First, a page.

All of a sudden, I had to find out today: what’s on the other side of a belly button? After viewing it for years as just a scar from where the umbilical cord used to be, I thought: well, while I was still a fetus – that cord must have lead somewhere? So it must have been attached to something on the inside?
I researched the subject RIGHT AWAY. I was too intrigued to find out – and sort of shocked that not only I have never known anything about it – I have never even thought to wonder about it!
Apparently, there are two arteries and one vein in the umbilical cord. The vein supplies the fetus with oxygenated, nutrient-rich blood from the placenta and then the fetal heart pumps “deoxygenated, nutrient-depleted” blood through the umbilical arteries back to the placenta.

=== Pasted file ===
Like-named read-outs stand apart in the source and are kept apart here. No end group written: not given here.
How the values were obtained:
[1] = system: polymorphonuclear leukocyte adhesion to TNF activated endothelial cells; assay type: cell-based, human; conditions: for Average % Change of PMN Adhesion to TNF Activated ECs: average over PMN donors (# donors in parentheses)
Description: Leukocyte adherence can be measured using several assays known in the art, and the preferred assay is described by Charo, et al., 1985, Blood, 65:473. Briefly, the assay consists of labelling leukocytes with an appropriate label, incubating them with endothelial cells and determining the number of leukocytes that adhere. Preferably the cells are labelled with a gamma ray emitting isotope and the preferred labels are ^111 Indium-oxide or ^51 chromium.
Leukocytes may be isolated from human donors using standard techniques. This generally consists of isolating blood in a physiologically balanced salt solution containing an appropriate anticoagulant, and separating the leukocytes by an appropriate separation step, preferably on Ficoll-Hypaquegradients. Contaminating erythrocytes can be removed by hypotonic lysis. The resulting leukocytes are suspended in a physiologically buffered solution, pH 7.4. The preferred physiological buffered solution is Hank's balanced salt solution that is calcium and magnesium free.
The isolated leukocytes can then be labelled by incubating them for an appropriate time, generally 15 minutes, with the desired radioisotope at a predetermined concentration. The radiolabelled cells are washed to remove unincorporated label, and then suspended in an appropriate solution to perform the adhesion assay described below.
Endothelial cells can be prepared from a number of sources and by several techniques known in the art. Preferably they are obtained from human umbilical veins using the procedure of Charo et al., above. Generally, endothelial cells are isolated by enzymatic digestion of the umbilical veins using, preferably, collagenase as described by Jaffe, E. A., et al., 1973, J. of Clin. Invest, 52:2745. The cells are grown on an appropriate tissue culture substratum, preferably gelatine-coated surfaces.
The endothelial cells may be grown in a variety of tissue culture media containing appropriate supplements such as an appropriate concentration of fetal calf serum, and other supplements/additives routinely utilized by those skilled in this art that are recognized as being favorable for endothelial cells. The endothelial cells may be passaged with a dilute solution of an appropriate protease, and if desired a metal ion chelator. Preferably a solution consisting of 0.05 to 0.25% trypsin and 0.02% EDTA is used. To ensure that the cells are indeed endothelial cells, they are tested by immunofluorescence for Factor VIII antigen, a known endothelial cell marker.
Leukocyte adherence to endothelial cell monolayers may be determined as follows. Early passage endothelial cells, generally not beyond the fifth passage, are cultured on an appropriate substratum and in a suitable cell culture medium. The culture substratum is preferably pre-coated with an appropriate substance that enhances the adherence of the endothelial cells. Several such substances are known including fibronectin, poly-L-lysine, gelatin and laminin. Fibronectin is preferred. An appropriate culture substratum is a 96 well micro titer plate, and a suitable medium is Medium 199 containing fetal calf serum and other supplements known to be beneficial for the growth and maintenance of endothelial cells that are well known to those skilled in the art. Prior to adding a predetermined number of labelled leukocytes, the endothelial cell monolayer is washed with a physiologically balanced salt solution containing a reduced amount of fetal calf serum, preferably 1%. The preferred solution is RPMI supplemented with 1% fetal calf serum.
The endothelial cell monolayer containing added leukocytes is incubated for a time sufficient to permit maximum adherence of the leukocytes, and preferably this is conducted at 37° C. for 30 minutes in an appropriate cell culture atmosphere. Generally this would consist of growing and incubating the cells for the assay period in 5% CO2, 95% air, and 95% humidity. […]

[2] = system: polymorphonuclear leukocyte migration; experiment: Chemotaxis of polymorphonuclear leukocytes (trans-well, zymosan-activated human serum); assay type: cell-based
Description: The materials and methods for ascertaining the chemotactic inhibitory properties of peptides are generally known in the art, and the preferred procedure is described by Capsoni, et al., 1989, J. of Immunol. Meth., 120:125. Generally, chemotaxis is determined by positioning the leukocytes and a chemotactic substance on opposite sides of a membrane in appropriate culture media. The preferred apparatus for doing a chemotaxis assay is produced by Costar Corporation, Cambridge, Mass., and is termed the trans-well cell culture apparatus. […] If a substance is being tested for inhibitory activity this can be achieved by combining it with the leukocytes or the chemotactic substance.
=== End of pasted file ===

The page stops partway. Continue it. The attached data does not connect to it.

Within the fetus, the umbilical vein continues towards the liver, where it splits into two. One of these vein branches joins a vein which carries blood into the liver. The second vein branch allows the majority of the incoming blood to bypass the liver and flow towards the heart. After the birth and cutting of the cord, the veins close up and degenerate into the round ligament of the liver.
The two umbilical arteries branch from the main pelvic arteries and pass on either side of the bladder. Part of each umbilical artery closes up and degenerates into some other ligaments (didn’t quite understand), while the remaining sections are retained as part of the circulatory system.
Huh. So that explains why my lady parts respond to the stimulation of my belly button – they are connected!